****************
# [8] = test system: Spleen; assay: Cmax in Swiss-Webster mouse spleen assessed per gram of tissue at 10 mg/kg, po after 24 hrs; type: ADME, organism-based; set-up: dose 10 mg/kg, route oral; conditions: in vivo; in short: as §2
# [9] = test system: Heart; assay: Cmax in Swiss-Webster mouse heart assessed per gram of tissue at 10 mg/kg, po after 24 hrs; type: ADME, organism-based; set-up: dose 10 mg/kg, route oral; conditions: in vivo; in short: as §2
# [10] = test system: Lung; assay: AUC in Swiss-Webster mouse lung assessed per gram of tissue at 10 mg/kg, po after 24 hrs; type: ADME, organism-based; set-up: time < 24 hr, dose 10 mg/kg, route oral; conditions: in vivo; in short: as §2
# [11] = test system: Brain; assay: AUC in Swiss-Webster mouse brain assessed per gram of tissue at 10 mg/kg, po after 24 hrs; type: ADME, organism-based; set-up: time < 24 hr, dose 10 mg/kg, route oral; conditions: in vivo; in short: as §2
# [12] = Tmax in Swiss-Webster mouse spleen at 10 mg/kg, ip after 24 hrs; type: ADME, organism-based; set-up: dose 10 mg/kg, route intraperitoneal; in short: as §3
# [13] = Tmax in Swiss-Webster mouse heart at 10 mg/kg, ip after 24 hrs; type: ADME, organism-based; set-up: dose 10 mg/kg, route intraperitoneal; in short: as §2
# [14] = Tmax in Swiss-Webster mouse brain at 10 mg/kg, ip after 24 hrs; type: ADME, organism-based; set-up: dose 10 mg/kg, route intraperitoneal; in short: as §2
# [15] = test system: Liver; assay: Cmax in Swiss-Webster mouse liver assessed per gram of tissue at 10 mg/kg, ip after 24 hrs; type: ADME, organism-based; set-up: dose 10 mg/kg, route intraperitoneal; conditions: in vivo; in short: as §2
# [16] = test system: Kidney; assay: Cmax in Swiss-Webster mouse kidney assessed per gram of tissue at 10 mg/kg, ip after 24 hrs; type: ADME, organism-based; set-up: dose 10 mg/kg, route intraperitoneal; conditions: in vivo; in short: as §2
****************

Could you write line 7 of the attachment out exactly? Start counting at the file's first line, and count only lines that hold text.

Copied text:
# [14] = Tmax in Swiss-Webster mouse brain at 10 mg/kg, ip after 24 hrs; type: ADME, organism-based; set-up: dose 10 mg/kg, route intraperitoneal; in short: as §2